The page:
Newsletter: Summer 2017
New Traffic Signals Coming to Highway 643
Heartland industrial companies in Sturgeon County have been advocating for traffic signal controls at three key intersections along Highway 643 from Highway 28A at Gibbons east to the heavy industrial-zoned area. The installation of new signal controls are now occurring and are at various stages of progress for intersections at Highways 28A & 643, Highway 825, Opal Road & Highway 643, and Range Road 220 & Highway 643.
This fall and winter, a number of continuous air monitoring station changes are being made by FAP to enhance its network coverage. A station currently located next door to industrial facilities south of Redwater will be moved to the urban centre to better track ambient air conditions where people live. This station will collect the data necessary to calculate the Air Quality Health Index. A continuous air monitoring station called Scotford Temporary will also be moved a few kilometres from its present location to improve air monitoring data collection.
FAP will also be introducing its first portable continuous air monitoring station this year. The portable station will move around the airshed, staying a minimum of six months in one place, to monitor air quality in areas previously underserved by FAP’s nine fixed-in-place continuous air monitoring stations. The portable station will track many substances and produce data to calculate a daily and forecast Air Quality Health Index. An announcement on where the station will be located first is expected this fall.
FAP has embarked on a planning process that will create a blueprint for its future growth and development. Called Vision 2030, stakeholders are invited to provide input into this process.
To help guide input, a Vision 2030 Consultation Discussion Guide has been developed. There are many ways to participate. A number of roundtable discussions are being held. Those unable to attend a face-to-face session, including members of the public, are encouraged to review the Guide and provide their input in writing on or before September 30, 2017.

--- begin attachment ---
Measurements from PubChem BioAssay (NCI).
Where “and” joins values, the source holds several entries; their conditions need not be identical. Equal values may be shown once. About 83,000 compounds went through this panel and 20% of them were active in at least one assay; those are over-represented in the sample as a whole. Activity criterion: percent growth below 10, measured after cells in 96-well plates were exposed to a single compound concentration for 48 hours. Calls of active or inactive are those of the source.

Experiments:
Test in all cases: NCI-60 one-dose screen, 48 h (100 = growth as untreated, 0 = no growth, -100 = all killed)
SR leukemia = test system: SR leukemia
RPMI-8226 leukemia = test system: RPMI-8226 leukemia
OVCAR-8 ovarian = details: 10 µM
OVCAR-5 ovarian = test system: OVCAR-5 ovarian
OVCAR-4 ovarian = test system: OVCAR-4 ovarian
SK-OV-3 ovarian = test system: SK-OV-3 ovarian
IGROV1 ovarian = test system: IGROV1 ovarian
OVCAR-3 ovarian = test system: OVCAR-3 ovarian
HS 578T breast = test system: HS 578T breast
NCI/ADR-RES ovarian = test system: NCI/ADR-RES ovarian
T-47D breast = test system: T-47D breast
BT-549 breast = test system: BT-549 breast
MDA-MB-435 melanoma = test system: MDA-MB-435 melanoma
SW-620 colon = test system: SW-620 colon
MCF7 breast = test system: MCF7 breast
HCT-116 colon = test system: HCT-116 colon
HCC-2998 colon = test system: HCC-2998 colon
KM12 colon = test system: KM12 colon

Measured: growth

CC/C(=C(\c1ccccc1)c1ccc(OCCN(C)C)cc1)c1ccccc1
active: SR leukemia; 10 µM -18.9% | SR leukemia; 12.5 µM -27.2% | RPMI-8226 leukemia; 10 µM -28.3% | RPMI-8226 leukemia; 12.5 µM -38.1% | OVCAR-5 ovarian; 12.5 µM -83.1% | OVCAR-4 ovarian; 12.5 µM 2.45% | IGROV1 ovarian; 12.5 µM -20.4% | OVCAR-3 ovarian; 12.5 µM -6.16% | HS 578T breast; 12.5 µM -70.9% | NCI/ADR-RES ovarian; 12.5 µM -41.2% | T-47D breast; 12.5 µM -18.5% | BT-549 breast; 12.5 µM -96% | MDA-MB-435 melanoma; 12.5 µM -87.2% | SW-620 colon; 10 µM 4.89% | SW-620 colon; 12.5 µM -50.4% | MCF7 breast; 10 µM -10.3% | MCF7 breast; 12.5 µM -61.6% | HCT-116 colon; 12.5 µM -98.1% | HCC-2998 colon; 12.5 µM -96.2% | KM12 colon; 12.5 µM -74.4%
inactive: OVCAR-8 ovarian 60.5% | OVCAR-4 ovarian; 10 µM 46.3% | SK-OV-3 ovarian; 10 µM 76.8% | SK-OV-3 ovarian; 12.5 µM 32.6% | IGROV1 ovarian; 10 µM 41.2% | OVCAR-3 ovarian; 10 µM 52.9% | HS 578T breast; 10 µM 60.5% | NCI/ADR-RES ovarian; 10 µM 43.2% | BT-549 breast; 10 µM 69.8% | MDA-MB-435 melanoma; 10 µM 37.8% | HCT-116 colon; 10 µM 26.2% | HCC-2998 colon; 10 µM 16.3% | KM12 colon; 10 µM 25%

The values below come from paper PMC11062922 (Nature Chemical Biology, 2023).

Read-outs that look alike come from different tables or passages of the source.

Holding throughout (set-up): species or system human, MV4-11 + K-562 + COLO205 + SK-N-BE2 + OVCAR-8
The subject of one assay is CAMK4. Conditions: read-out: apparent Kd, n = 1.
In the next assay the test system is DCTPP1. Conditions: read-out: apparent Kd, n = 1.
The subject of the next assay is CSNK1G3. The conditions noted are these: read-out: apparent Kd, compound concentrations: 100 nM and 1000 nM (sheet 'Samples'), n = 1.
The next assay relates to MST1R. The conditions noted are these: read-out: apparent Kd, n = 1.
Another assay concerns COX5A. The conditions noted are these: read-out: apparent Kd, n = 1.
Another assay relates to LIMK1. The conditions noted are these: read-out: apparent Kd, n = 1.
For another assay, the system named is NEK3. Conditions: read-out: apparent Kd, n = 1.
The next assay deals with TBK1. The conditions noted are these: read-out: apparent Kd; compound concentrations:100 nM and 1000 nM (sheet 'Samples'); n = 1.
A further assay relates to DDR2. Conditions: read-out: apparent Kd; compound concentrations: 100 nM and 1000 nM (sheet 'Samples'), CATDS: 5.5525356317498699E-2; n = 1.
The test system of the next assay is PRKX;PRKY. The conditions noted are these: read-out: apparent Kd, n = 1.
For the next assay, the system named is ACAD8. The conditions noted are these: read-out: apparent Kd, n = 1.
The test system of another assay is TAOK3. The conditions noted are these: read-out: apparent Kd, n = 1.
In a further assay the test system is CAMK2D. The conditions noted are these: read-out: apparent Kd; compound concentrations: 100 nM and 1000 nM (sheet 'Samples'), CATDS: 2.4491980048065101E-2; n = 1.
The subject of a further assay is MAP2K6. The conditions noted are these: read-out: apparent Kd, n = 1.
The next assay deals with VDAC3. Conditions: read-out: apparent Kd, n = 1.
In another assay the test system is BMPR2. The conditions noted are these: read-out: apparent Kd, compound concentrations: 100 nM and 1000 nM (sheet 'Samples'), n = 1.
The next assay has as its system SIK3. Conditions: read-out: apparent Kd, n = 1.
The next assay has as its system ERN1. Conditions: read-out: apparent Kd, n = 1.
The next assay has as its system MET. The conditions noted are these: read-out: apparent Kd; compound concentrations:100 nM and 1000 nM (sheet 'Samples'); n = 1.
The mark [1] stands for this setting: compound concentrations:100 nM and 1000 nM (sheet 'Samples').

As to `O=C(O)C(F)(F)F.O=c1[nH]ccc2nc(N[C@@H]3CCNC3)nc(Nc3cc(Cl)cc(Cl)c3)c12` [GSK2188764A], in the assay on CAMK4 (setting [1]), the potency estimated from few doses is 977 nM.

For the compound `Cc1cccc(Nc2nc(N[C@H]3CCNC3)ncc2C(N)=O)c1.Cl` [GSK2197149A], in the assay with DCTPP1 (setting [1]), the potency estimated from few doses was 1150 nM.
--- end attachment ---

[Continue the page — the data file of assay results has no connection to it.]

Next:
Following the consultation, FAP will report back on what it heard. The Board of Directors will consider the input through a number of lenses such as feasibility, desirability, funding and other factors and use that information to help guide the organization’s future direction and activities. Please note that any new initiatives or services that Fort Air Partnership may employ will be contingent on identifying sufficient and sustainable funding for development and operational support.
More than 200 local residents and business owners spent valuable face to face time with their industrial neighbors at Life in the Heartland’s Community Information Evening held April 12 in Josephburg.
Over 20 companies and organizations shared details at their booths about their future plans and activities. Four presentations showcased industry’s recent expansion projects, community investment, and diversity of products that are created in Alberta’s Industrial Heartland.
Among the presenters were Sherritt International’s Lyle Trytten, Director of Sustainability and Regulatory Affairs. “We are proud to be a Canadian company having operated more than 60 years in Fort Saskatchewan. We’re the grandfather of the Heartland. We have proven we can run a sustainable business here and we look forward to doing it for a long time to come,” Trytten explained. “Sherritt has attracted top class researchers from around the world to help develop new technologies here in Alberta that we then export across the globe.”
Trytten shared how Sherritt’s products like nickel and cobalt are keys to environment and technology innovation. These products are used in casting for wind turbines and electric vehicles, both of which are becoming more popular in the growth of greener alternatives for power and transportation. Rechargeable batteries also contain nickel, which means that smart phones used every day around the world may be running on nickel produced right here in the Heartland.